Posts Tagged ‘android’

conflict-free smartphone

Between signing up for a two-century-long cell contract and buying a smartphone, it seems as though purchasing a mobile device is laden with guilt. Many contain metals from conflict areas and are assembled where working conditions are poor, so looking for a green and socially conscious alternative can seem like an epic quest into researching each step along the supply chain. Now, an international team of developers have created the Fairphone, the world’s first open-source, conflict-free smartphone.

The Fairphone runs on the Android Jellybean 4.2 platform and contains dual SIM cards, a Mediatexk 6589 chipset, and possesses 16 GB of internal memory. Dragontrail glass keeps the touch screen free of scratches, and two 8MP cameras are able to take pictures from the front and rear. As an open-source device, the phone can be programmed by those who are familiar with Firefox and Ubuntu code. Even more importantly, Fairphone works with organizations in Rwanda, Indonesia, and Zambia. They have partnered with groups such as Solutions for Hope, the Conflict-Free Tin Initiative, Action Aid, and Friends of the Earth. Each comes with a Bill of Materials that lets the consumer know where each material has come from. The units are assembled in China at a factory where a fund has been created to improve worker wages and comply with environmental regulations.

The company’s ultimate goal is to have a phone that is made completely from recycled materials. Until that day, they have committed to reclaiming old, obsolete devices. Each Fairphone can either be donated or sold back, and for every one purchased the company contributes €3 to removing waste from Ghana. The Fairphone costs €325, and although it is currently only available for sale in Europe, its success could set a new standard for tech giants around the globe. Of the 20,000 machines already built, half have already been claimed. In a world where e-waste, social welfare, and environmental health challenge even the most well-intentioned of consumers, it is heartening to see a group of people willing to create a product that cares for both people and the planet.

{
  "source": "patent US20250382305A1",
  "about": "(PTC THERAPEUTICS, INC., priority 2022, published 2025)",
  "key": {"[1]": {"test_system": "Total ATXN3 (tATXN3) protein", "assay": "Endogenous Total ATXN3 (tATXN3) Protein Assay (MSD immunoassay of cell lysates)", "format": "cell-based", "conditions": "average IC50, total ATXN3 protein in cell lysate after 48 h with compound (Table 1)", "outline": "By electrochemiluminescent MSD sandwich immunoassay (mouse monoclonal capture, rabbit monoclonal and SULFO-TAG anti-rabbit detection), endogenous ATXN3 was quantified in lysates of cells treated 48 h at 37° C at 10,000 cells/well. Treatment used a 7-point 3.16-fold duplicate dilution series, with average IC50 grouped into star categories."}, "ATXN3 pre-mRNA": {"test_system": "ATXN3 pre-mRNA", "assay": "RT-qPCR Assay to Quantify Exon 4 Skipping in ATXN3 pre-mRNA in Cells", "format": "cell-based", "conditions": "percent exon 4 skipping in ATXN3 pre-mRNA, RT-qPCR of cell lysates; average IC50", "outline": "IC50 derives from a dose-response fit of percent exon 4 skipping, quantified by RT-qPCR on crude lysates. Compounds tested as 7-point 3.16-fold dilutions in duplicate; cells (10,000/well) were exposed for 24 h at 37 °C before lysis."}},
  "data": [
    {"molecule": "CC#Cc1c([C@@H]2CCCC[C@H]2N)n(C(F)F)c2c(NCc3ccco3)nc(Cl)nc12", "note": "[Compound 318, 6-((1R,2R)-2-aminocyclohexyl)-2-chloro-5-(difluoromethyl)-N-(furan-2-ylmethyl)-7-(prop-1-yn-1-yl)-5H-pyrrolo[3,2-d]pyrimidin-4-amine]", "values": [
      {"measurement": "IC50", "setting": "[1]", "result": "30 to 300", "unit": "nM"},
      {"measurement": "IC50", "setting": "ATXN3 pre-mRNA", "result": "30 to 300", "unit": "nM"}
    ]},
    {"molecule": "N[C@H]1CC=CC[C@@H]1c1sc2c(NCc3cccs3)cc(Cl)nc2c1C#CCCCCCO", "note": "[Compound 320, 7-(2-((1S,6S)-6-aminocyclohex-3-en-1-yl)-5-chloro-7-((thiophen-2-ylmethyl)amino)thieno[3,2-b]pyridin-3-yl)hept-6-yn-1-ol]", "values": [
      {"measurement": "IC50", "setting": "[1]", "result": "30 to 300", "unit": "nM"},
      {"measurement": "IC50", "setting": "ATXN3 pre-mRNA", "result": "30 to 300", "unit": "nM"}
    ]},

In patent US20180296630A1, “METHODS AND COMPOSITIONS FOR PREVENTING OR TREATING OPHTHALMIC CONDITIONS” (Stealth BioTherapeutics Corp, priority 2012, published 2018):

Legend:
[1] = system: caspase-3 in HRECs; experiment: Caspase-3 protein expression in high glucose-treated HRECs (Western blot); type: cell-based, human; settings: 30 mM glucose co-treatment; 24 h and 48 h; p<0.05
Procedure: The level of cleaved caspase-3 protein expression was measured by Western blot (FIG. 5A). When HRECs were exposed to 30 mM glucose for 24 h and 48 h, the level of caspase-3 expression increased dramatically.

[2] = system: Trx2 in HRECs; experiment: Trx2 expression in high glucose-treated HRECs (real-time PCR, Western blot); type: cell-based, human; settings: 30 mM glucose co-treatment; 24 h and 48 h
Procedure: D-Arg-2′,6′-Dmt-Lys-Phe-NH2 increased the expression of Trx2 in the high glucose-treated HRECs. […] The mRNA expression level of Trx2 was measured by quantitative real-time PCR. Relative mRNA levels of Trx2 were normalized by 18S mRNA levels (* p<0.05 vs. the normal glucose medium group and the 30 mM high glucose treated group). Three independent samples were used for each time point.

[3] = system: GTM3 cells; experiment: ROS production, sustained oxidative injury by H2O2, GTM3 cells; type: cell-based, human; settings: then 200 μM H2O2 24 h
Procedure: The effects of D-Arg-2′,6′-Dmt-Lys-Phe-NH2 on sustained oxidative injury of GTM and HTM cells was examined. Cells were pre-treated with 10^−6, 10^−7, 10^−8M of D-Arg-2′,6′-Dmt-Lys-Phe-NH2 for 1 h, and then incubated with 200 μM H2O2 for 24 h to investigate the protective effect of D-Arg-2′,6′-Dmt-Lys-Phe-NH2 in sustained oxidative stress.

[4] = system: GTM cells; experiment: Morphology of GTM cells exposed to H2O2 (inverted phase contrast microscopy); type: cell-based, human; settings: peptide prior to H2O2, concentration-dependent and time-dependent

There are plenty of reasons for concerned citizens to be wary of companies like Monsanto and Koch Industries. Between pollution, public deception, and political manipulation, these are corporations that have permeated our society with their GMO’s, chemicals, and corrupt policies. As consumers, we tend to believe that we can at least choose not to purchase the goods they are peddling. However, identifying the makers behind popular foods and cleaning supplies are nearly impossible at the grocery store without having to do a multi-hour internet search beforehand.

Instead of lugging around your own compendium of brands to avoid, you can turn to a much more manageable smartphone app called, “Buycott“. Invented by 26-year-old Ivan Pardo, the program scans the barcode of a product, determines its manufacturer, and cross-checks the item against campaigns you have joined to see if it conflicts with your principles. The campaigns you can join either choose to avoid or promote certain goods or causes. The application already has a large database, but users can contribute information for those items that Buycott does not recognize.

So far, Buycott has experienced a rush of new users, speaking to the concerns of communities across the nation. Although these businesses are massive and influential, this may be the first grassroots step in the effort to topple their hegemony.

Bamboo sounds like a great idea for the music industry. It’s cheap, sustainable, and a great way to amplify vibration. Just take a look at the cheekily-named “loudbasstard“, a zero energy amp made for iPhones, iTouch, and later version Android smartphones. Created by Koh Onozawa and Franz Ignacio, each pair is cut and dyed by hand in Cebu Philippines. Both a way to promote environmentally friendly design and empower the Philippine community, the loudbasstard takes advantage of native craftsmanship and materials to project your favorite tunes.

A simpler, more rustic version of the node speaker is also available through ibamboo. Open at both ends, the cylinder creates a “pseudo-stereo” effect for Apple phones and devices. Rough-hewn and with a black or natural finish, the grass with its own carrying case and recyclable box. Originally began as a Kickstarter campaign, the product has been so successful that it has been featured in the New York Times and is temporarily out of stock.